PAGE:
NASD Notice to Members 03-71 (non-conventional investments): In addition to establishing written procedures for supervisory and compliance personnel, “members must also document the steps they have taken to ensure adherence to these procedures.” Read the full FINRA notice here.

FINRA Regulatory Notice 10-22 (Regulation D offerings): In order to demonstrate that it has performed a reasonable investigation, a BD “should retain records documenting both the process and the results of its investigation of Reg D offerings.” Read the full FINRA notice here.

What to Document in Alternative Investments Due Diligence?

The process. Document your processes for identifying alternative investment opportunities. Keep a file of the list of any and all sectors, asset classes, products, and managers reviewed. Documentation tip: Keep a log of any screens you have run to narrow the universe of investment opportunities available to your clients, as well as a log of any training or education you have completed while conducting your research.

Fees, characteristics, risks and rewards. Ensure documentation of how you are educating yourself on the strategies considered. Most importantly, you’ll want to document your review of a product’s fees (especially in relation to other similar products), investment characteristics, key risks and rewards and how management intends to meet the product’s objectives. Keep an initial file and ensure you have a way to track the most up-to-date key documents and interviews with managers. Key documents include any fee comparison reports, the offering documents, performance information, brochures, quarterly/annual reports, ADVs, and any other available data. Documentation tip: Try to meet or speak with key decision-making personnel for the investment manager if possible and have them explain how they intend to meet their stated investment objectives.

Operational due diligence and analysis. Document your audit of a firm’s operational structure, adherence to compliance requirements, background checks and any red flags that may arise. Many advisers and broker-dealers rely on third-party due diligence providers for this step. Documentation tip: While it is common for third-party diligence firms to be utilized for this important step in the due diligence process, it is important to remember that you may not rely solely on a third party for due diligence. You must be familiar with the content of any third-party reports and any red flags highlighted in these reports. Document the follow-up on red flags and any conclusions.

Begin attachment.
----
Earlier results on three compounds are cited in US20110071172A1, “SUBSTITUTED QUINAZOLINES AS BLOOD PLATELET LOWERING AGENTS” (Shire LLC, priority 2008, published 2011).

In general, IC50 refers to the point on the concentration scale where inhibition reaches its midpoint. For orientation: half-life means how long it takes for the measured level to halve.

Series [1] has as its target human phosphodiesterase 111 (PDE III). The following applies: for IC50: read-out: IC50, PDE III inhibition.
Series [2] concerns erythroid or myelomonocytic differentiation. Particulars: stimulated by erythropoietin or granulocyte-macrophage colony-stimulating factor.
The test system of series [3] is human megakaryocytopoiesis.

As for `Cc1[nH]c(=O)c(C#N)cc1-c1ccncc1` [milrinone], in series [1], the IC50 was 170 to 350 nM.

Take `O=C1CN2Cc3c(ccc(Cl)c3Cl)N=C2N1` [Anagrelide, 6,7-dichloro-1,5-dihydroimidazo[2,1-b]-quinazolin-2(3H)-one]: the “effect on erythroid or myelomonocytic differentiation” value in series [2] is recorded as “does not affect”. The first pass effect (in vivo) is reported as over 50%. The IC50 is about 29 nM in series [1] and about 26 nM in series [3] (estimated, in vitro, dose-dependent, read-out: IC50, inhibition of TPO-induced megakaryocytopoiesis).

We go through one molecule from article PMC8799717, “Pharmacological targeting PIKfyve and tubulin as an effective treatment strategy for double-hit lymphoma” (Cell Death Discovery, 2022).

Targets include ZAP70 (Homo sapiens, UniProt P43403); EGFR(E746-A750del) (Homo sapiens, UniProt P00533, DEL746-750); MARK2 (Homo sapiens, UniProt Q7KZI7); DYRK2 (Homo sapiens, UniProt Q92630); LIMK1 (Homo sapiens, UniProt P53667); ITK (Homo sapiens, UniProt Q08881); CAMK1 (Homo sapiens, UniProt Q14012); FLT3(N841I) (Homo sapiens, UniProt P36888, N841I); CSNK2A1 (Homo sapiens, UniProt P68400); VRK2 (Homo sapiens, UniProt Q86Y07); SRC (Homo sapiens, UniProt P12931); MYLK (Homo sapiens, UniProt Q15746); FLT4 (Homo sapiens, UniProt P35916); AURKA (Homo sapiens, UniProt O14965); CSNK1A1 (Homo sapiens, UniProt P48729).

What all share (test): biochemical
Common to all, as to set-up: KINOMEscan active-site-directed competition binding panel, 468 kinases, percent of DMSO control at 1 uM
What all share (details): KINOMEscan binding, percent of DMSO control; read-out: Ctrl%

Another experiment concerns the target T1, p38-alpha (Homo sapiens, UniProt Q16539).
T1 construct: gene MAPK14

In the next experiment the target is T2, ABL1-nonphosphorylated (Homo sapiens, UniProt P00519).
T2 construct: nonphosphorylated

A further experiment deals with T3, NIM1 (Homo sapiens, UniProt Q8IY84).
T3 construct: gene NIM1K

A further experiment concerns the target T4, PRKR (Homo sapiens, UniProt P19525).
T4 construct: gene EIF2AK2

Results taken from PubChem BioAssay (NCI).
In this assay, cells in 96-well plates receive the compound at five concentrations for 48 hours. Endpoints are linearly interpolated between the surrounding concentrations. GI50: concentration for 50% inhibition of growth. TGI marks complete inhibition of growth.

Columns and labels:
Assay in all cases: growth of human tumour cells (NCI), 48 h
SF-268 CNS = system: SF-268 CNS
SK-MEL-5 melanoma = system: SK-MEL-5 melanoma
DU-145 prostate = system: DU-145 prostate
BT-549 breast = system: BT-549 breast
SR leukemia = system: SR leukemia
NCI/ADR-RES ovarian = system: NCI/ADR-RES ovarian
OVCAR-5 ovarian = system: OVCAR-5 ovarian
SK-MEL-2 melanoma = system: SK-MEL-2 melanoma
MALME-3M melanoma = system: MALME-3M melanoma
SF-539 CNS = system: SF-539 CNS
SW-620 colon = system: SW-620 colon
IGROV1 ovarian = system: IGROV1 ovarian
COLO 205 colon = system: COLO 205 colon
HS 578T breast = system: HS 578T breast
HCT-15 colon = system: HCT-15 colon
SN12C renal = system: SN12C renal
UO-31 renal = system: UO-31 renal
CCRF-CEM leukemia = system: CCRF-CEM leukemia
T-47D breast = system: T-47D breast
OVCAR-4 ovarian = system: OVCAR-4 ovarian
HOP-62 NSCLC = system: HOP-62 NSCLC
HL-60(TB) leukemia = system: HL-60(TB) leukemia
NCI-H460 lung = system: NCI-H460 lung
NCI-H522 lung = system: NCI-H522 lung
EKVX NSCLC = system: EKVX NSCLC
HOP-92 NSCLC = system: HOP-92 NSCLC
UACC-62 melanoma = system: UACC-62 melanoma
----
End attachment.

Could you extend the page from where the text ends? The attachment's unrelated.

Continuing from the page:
Ongoing monitoring. Due diligence does not stop with an initial review. It is important to remember that a sound due diligence process means continually performing analysis on each manager, updating your key documents on a quarterly basis, conducting formal meetings and monitoring the portfolio for any changes or red flags. Documentation tip: Document any and all ongoing due diligence and ensure you are set up to receive notices of important events for alternative investment programs and managers.

Summary

Keep hard copies, use electronic storage and/or consider using a third party to track training and education, due diligence, research and compliance. Keep an easily accessible trail of your due diligence efforts, whether electronically or on paper, to easily demonstrate what you have done including not only the results of your due diligence but the process you followed. (Note: SEC Rules17a-3 and 17a-4 stat that during the first two years, records must be kept in a readily accessible place. Most documents must be kept for up to six years, depending on the document, although formation and organizational documents must be kept indefinitely). Always remember, if it isn’t documented, it didn’t happen!

Laura Sexton
Laura Sexton is senior director of program management at AI Insight. She holds her bachelor’s degree in education from Purdue and has held the FINRA Series 7, 24 and 66 securities and life insurance licenses. She resides in Massachusetts with her husband and two children. Visit her on LinkedIn.